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I was sitting in Quaker Meeting yesterday praying harder than I’ve prayed before. Praying hard is a paradox. I’ve learned in the last 30 years, since I decided to be a follower of The Seed, how to pray. The first step is calming my body. Then to center my thoughts, which are often like a newborn’s flailing arms. Now, I’m not sure you’d agree, but isn’t it impossible to listen to the Creator’s whisperings when I’m willfully determined to pray perfectly? My ego can obfuscate my soul.


I came into meeting agitated. I sat in a corner of the sanctuary, amidst friends who were centering down. Sun was streaming in the windows, the walls were recently painted, no icons or altar to distract me. Some images in church evoke more idolatry than worship. Over the course of quiet waiting I felt focused; as the hour progressed I felt loved; and by the time the group of 200 shook hands a sense of blessing arose in me.


I sat with Creation wrestling with whether my good work in the Boston area was helpful. I work at some local hospitals accompanying battered women as they wiggle out of the violence at home. Other volunteer activities command my attention: I help arrange Quaker marriages with couples gay or straight. I teach nonviolence at the local prisons in Concord and Shirley MA. Last week I drove a friend to radiation treatment. I serve meals at a soup kitchen with my teenage son. I put up beams in a house with Habitat for Humanity and took inventory of 40 + bathtubs. Does this volunteering help bring what MLK calls ‘the blessed community?’


The way English scholars in 1600s thought of charity was a manifestation of love. King James’ Bible says that charity is greater than faith and hope. Obama and hope; quakers and faith; and my work in the community has got me struggling. My question to you, readers, and to that of Spirit on earth is: when are good works charity and when are good works justice?


“Though I speak with the tongues of men and of angels, and have not charity, I am become as sounding brass, or a tinkling cymbal.”


Charity is a one way street. It’s unidirectional giving. It is

  • putting coins in the can of haggard woman huddled up in front of the CVS store.
  • giving a dollar to a man with a disabled vet sign who stands at the bus stop.
  • food pantries where rich people give food boxes to the poor.

Nothing is wrong with any of these actions. I don’t want to pooh-pooh charity. We have to start somewhere. But my agitation in worship is because charity keeps the rich with all the resources. It’s not a redistribution of resources. Charity needs to be both giving and taking for it to transform into justice.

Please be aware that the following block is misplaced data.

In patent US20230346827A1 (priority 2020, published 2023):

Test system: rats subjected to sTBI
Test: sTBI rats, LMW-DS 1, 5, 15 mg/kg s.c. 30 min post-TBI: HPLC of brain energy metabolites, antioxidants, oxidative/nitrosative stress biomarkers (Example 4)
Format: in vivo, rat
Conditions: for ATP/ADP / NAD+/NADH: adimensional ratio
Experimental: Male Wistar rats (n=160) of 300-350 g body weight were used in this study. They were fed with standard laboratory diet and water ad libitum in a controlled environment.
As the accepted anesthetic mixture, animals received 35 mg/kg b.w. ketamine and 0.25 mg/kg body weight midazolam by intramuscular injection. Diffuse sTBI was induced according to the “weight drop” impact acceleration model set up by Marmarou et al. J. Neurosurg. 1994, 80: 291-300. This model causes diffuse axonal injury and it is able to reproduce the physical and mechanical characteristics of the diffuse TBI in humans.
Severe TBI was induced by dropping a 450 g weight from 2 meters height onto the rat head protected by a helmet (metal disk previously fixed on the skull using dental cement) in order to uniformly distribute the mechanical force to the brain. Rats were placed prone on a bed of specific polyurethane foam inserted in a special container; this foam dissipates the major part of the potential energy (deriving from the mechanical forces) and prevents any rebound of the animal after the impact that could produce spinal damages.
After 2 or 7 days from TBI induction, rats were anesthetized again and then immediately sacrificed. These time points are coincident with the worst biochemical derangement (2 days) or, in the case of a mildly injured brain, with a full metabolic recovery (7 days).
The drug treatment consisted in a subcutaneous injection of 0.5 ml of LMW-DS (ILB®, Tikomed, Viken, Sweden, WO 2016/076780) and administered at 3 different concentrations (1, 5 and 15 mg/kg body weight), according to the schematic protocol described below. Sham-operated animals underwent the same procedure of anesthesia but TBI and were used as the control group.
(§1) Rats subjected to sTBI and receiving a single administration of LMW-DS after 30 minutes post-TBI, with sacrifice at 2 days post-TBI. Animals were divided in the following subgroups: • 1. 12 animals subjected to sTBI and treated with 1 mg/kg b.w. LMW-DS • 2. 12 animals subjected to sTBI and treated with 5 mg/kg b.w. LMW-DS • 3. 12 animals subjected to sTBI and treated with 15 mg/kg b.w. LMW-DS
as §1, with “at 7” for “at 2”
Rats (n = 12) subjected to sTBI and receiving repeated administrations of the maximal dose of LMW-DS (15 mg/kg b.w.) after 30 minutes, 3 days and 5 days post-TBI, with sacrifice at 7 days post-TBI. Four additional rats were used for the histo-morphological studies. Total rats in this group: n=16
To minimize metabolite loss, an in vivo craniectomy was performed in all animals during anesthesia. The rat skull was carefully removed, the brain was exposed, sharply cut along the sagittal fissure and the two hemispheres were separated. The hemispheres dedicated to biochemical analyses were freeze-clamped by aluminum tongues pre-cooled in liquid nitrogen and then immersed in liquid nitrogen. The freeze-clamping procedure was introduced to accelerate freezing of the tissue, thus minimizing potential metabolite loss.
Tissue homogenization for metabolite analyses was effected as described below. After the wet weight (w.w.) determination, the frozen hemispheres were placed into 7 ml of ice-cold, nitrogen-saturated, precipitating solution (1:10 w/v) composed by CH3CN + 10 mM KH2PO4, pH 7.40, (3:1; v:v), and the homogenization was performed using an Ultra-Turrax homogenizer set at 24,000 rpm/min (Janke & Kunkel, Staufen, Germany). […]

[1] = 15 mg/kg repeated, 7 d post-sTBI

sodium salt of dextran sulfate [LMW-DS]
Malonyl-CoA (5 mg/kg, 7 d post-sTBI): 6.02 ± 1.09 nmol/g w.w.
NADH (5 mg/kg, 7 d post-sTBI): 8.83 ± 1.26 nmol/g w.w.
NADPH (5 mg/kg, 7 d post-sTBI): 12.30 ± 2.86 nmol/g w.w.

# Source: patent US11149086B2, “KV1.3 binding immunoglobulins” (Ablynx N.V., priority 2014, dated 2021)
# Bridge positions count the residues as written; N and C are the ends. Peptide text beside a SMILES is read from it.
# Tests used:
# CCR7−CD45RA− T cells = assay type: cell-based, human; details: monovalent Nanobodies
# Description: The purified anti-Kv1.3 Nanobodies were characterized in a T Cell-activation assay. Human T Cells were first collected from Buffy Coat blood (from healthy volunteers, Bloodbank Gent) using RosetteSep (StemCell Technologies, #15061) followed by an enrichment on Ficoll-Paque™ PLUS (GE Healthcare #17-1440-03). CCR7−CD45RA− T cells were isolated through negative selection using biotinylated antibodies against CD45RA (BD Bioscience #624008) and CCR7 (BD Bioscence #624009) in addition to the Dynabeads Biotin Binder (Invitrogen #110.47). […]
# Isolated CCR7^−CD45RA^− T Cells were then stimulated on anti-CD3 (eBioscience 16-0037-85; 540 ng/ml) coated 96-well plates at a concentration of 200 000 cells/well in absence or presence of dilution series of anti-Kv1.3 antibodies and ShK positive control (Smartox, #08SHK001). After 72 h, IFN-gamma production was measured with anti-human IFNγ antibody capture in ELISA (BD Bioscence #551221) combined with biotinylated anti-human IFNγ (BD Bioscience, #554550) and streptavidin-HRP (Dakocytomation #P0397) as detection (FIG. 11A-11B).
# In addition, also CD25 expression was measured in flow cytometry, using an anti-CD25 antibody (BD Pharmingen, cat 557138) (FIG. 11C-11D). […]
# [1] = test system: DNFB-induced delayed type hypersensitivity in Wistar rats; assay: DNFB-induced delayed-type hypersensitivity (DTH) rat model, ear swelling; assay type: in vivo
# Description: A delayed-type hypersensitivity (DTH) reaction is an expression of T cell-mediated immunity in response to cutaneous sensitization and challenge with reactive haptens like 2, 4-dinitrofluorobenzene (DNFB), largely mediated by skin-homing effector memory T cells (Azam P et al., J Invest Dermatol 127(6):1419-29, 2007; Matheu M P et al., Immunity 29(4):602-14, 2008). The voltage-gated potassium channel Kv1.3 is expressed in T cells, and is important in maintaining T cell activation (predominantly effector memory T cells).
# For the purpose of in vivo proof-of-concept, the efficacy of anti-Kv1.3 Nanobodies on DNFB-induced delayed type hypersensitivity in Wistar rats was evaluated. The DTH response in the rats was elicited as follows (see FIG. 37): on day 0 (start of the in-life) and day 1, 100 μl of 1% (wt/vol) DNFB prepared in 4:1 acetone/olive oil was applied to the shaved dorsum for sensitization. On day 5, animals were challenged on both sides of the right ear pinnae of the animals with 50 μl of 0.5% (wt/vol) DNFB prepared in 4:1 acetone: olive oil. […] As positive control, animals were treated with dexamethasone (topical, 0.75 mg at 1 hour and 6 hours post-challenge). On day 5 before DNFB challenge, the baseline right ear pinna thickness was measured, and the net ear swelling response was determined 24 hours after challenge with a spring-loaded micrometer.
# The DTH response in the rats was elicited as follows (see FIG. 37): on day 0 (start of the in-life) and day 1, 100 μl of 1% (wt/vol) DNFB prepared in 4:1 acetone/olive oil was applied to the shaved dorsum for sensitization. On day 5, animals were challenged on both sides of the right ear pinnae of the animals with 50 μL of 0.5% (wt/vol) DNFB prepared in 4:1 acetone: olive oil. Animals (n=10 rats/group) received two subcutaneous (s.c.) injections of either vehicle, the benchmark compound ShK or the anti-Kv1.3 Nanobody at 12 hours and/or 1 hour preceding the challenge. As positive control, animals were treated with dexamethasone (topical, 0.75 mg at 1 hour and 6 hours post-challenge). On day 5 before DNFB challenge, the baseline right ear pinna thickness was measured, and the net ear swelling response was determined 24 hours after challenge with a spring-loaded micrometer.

Here’s an instance of charity. A woman, her name is Prudence, was driving out to work into Lexington. She came to a stoplight at a mall and gave some small change to a woman at the corner. The woman was middle-aged with layers of bright sweaters over a patchwork peasant skirt snapping in the breeze. After working long at her secretarial job, Prudence returned home. She drove her second-hand car again 12 suburbian miles to get back to Boston. She pulled over at the same intersection, this time to stop at the 7-eleven to buy eggs, diet coke and batteries. There was the same woman with her sweaters coming out of the cold at the end of the day. She was in front of Prudence at the cash register. She paid for her bread, bananas, soda and deli items. She pulled out quarters and dimes rummaging in a few pockets for some dollar bills. Before carrying her grocery bag she hesitated. She pulled out another bill, and Prudence, in fascination, noticed it was a 5 dollar bill. Without a pause she stuffed it into the slot of a March of Dimes bottle, whose bottom barely had a layer of nickels and pennies with one dollar bill in it. Prudence didn’t know what to think as she got in the car. Should she be pleased that she had given the woman some quarters earlier that day and paid for a banana or two? Wasn’t it more dignified for the woman to choose the food she preferred with the $15 that she got that day than to take left-over food that someone hands her? Did Prudence give her coins automatically or meaningfully? Prudence had a lot to ponder: the woman giving $5 taught her a lesson about charity not to forget. 

Dorothy Day with AJ Muste photo: Marquette U Library

Dorothy Day with AJ Muste. photo: Marquette U Library

As Paul Baker, the singer, says, “charity is a withered ghost of love.” Charity and justice come from two different sources inside you. Another Catholic, Dorothy Day says, ‘I felt that charity was a word to choke over. Who wanted charity? And it was not just human pride but a strong sense of man’s dignity and worth, and what was due to him in justice, that made me resent, rather than feel proud of Catholic institutions.” 


I want to ask Dorothy in worship, when can charity be just? I didn’t get the answers, but I did feel  love at work in me. Spirit, like a lover, bathed me in warmth.  Stay plugged in for more insights. And keep singing into infinity–Allelujah.